March 14, 2007

Airplane lands safely, nobody hurt

An All Nippon Airways twin-turboprop DHC-8Q400 Bombardier commuter plane made a nose-down landing at Kochi airport on Shikoku Island after its forward landing gear failed to deploy. Nobody was injured and the plane itself was barely damaged.

The common "if it bleeds, it leads" complaint about television news coverage focuses public attention on failure, magnifying perceived risks enormously in proportion to actual risks, which is why otherwise sane people fear flying and not driving.

This story kind of straddles the rule, the exception that proves the rule as much as it disproves it. NHK is still covering the heck out of this non-story, including 3D digital animations of the failed linkage (traced to a missing bolt). And for a simple reason: the video is so good.

The video caught the touch-and-go, trying to shake the landing gear loose, and then a perfect belly landing, sparks and everything. I hope they give the pilot a medal or something, because it was so graceful you could almost believe planes are supposed to land like that. Fine china doesn't get better care.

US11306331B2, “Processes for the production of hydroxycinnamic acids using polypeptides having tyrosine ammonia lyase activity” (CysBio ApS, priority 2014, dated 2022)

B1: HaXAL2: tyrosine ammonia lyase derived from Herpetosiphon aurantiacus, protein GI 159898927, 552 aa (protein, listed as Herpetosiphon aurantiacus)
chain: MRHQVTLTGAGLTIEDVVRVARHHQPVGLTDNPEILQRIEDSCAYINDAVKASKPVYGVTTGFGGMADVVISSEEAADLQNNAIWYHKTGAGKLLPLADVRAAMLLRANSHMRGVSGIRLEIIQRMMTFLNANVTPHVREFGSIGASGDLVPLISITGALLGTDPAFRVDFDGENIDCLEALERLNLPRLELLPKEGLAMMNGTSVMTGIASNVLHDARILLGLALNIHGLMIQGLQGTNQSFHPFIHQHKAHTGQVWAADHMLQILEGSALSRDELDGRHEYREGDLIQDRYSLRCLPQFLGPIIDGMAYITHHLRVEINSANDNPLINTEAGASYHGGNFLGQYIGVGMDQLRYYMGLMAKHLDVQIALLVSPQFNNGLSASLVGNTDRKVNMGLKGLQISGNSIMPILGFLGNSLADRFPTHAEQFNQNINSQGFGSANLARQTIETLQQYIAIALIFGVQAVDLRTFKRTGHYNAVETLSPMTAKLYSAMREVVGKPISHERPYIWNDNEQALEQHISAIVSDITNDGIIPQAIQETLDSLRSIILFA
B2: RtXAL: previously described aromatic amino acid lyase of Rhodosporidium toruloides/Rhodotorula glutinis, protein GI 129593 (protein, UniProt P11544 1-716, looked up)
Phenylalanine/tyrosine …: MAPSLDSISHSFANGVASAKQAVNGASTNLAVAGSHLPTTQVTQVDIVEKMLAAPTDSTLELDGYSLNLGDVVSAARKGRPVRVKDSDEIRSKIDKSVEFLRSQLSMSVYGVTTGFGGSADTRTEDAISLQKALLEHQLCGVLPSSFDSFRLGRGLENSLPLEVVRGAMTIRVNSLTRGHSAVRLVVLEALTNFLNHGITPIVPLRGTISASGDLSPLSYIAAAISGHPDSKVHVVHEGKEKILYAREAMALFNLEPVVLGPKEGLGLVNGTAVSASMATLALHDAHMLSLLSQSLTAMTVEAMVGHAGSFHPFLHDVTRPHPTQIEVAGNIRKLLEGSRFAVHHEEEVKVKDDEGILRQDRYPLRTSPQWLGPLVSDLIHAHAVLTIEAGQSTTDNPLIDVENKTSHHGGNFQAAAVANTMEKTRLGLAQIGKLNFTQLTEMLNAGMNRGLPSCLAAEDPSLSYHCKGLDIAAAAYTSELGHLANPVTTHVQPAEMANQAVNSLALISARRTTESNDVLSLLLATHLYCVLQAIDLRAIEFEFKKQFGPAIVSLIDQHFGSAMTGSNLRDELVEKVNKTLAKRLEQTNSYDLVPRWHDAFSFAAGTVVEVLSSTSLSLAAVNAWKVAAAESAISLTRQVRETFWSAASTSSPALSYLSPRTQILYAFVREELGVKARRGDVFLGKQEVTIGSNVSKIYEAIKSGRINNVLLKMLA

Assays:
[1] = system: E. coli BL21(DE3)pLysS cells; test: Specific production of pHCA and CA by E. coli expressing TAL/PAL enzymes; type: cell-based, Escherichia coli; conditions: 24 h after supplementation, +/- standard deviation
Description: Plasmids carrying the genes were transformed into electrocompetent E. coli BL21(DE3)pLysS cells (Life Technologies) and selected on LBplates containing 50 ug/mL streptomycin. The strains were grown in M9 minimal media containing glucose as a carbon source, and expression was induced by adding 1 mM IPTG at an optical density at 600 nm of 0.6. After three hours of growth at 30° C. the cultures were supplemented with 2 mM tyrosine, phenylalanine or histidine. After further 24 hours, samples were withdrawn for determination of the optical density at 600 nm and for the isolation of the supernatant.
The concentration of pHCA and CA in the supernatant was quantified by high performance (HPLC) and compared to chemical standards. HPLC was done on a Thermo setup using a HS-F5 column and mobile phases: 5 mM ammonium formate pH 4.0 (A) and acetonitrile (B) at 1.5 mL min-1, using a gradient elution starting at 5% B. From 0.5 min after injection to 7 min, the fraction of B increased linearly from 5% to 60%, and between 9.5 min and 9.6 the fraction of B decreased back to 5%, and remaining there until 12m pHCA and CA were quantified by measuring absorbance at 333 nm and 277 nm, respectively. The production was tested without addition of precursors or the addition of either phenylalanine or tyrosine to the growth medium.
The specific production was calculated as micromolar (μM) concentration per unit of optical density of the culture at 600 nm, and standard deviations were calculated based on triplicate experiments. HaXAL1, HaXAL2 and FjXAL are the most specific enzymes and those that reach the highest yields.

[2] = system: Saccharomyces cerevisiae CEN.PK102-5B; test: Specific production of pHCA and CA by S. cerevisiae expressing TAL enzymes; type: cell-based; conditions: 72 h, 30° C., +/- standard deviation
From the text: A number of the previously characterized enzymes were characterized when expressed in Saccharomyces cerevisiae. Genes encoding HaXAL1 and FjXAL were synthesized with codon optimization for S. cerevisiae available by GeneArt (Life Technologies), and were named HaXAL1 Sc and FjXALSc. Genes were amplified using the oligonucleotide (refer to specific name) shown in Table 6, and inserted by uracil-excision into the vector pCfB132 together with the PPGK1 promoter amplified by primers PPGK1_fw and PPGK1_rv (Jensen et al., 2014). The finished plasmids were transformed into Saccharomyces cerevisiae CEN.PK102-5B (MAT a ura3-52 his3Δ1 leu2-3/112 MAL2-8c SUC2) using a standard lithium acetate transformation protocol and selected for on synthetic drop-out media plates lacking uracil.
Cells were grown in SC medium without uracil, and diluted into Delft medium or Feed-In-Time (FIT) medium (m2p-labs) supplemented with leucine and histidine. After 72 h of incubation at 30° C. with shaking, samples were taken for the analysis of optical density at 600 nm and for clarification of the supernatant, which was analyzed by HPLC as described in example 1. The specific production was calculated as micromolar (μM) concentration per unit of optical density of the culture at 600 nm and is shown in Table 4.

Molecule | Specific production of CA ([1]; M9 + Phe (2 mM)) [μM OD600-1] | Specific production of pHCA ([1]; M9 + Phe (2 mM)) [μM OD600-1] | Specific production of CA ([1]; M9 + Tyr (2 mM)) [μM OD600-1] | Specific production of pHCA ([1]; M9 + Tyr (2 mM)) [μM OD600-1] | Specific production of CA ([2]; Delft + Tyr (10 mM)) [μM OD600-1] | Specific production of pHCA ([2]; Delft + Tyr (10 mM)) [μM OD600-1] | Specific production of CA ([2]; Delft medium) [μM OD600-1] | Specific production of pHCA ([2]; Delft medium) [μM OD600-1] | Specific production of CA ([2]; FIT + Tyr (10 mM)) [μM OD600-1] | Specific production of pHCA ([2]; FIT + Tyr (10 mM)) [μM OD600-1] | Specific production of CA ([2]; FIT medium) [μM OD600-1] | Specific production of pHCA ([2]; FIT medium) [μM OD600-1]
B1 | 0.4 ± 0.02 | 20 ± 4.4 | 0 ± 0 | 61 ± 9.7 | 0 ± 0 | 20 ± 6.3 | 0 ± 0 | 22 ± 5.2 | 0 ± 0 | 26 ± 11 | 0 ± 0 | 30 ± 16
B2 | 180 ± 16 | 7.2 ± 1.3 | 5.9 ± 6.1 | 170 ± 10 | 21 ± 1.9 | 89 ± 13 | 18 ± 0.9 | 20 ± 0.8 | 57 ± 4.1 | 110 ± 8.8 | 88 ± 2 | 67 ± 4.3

Unfortunately, with all the airplay, the long-term, take-away message will be that every commercial aircraft nose gear assembly is a whisper's breath away from failing.

I don't know if this story was covered by the U.S. networks, but I did catch footage of a small, single-engine plane making a "safe" belly landing somewhere back east on the local nightly news--again, relevant to nothing except they had this cool video--so probably.

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